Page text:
When we started this blog and renovation the one thing that kept coming up was what can we use to put on top of our lovely, but cold, Tas oak polished floors. The answer is rugs. The problem was that we could not find good, natural, eco rugs at a price that we could afford.
That was until one weekend in New Norfolk when we were performing Punch and Judy shows at a festival the way forward presented itself. Our neighbouring stall consisted of three very friendly Alpacas and there owner Tracey from Olmec Alpacas. She was selling quilt batting made from her own Alpaca fleece along with coloured rovings ( fleece that has been carded and is ready for spinning). The rovings had been dyed with organic, natural dyes. Mandy bought a kit for needle felting .(No we had not heard of it either!)
A very simple process where by punching the rovings in with a barbed needle they become enmeshed with the fibres of the batting, thus felting together. Very simple to do!! Mandy embellished a felt hat that she already had and got great feedback from people. Then we learnt that you could purchase a thicker batting at a very reasonable price. EUREKA moment, lets make our own rugs, Local produced Alpaca fleece 100%, organic dyed rovings, it all fits the billf or our green renovation. So thats what we decided to do. We ordered a few meters of the thicker quilt batting and more coloured rovings. Whilst waiting for this to arrive as the manufacturer in Victoria was holding things up a little we researched on the internet to see if you could obtain a mechanical means to needle felt as the areas we had to do were fairly large. There were machines by Bernina at around $500 or so. A bit expensive as it was only like a sewing machine but with a group of barbed needles. BUT wait in the good ol’ USA you could buy an attachment for a sewing machine for around $50.00 US from Feltcrafts.com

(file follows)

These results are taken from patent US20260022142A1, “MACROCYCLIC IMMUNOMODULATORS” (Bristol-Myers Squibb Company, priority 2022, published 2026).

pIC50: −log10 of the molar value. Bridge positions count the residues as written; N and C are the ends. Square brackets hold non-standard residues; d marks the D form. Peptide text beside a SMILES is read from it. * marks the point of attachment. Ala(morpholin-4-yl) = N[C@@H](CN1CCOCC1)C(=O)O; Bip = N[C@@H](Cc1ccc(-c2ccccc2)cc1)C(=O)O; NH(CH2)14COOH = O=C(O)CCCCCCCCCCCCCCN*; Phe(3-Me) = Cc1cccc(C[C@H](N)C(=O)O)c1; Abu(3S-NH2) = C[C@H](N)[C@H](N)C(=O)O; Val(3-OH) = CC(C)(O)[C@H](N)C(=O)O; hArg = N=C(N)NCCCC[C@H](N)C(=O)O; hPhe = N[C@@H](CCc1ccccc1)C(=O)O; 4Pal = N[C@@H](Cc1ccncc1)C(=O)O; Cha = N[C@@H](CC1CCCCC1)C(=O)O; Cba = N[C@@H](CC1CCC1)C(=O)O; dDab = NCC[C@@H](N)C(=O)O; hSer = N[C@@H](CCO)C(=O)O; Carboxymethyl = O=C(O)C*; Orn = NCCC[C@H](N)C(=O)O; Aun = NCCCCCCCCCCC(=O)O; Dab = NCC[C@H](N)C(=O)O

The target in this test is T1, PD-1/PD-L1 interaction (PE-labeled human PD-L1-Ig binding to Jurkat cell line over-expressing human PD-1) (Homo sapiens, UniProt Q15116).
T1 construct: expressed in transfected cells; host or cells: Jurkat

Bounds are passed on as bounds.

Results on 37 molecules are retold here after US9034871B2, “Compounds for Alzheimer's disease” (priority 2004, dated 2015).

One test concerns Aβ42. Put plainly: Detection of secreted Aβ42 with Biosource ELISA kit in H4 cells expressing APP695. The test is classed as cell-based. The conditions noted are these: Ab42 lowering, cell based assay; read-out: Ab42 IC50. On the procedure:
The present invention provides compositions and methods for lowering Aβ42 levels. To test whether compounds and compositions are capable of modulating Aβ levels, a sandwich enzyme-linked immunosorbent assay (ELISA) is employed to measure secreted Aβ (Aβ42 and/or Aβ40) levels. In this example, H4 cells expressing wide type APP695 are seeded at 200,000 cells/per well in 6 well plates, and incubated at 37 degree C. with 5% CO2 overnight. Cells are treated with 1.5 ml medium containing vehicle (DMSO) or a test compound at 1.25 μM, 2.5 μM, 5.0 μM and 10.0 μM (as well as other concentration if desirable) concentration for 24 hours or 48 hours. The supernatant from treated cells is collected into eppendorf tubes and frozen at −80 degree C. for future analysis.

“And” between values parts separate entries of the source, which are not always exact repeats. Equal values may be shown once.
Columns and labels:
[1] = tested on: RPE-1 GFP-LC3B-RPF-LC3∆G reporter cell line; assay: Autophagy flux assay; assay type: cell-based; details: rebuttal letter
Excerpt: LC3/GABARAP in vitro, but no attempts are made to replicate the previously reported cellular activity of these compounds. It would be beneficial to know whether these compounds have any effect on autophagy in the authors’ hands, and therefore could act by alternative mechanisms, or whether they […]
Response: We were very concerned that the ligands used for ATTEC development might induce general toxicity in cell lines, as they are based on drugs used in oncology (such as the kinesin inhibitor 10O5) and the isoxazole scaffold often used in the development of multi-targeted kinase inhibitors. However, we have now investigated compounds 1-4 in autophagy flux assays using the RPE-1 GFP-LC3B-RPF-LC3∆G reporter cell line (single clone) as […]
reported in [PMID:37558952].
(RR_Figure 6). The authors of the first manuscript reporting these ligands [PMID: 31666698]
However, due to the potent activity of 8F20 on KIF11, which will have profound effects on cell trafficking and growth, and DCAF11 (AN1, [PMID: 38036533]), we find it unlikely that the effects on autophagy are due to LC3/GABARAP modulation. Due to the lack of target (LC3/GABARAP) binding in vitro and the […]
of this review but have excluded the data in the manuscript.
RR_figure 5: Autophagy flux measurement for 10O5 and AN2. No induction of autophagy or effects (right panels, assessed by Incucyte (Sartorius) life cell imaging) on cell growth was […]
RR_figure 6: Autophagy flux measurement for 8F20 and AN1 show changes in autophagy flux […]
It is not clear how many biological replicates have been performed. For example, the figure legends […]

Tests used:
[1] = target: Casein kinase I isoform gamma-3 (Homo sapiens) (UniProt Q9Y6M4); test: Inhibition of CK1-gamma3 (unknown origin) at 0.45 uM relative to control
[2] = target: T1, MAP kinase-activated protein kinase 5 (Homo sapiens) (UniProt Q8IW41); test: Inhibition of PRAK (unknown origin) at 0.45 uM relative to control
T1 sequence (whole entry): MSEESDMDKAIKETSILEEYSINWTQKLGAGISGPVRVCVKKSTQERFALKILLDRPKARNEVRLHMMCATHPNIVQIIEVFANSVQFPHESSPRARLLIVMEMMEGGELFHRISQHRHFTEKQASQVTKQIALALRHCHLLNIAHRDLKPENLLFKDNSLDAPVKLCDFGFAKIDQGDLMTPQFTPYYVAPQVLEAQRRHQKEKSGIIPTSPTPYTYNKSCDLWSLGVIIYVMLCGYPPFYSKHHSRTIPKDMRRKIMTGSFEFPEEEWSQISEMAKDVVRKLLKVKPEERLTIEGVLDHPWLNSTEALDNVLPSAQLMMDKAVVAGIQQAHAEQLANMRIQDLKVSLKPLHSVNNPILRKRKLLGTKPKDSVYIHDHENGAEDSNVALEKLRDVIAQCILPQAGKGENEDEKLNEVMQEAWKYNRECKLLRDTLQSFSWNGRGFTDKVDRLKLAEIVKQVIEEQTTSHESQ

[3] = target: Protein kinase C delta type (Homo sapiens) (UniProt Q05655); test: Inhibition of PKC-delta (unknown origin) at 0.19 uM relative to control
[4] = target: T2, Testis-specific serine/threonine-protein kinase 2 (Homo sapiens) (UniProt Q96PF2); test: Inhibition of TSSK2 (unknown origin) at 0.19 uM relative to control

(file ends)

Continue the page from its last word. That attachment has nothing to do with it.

It duly arrived and we went to the Deloraine tip shop and bought an old Singer for $5.00 ripped the guts out, made a bigger table for it and Voila! a mechanical needle felter
We tried it out on a small piece and it worked beautifully. Now for the large rug. We had designed a motif for the house which we intend to use throughout and we blew it up and tranferred the design on o the felt. Mandy used a hand needle felter to fix the rovings and then onto the machine. It worked fine but you have to roll up the rug to fit it under the arm. Also the needles tended to break and they are quite expensive at $2.00 each. If you break all six on the adpator that is $12.00 a time.
Back to the drawing board. I was moving a foam mattress inside when it came to me. You use foam under the felt for the needles to go into. You need something that will go up and down mechanically. I had an old jigsaw power tool that still worked but the blade holder was worn out. It had a variable speed control which might help. All I had to do was figure out how to adapt the needle holder to fit onto the jigsaw. Turned out to be so easy, remove the jigsaw blade holder, slip on the needle adapter and tighten the screw. Too easy.